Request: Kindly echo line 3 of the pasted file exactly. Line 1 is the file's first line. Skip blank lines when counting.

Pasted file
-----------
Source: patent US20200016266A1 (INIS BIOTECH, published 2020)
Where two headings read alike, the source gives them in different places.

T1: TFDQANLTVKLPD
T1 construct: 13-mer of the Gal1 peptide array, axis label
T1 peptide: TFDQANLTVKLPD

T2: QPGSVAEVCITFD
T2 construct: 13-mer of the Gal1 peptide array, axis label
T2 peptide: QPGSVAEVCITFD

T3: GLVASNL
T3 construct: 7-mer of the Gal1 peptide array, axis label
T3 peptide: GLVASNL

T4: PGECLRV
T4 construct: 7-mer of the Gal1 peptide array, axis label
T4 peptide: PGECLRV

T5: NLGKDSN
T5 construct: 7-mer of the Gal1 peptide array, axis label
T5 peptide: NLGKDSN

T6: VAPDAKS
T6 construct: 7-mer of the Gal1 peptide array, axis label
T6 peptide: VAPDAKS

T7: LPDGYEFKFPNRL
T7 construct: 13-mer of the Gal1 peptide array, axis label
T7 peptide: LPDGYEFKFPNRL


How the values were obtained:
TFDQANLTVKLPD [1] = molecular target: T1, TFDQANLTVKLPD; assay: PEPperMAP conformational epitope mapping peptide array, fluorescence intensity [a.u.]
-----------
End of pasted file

T1: TFDQANLTVKLPD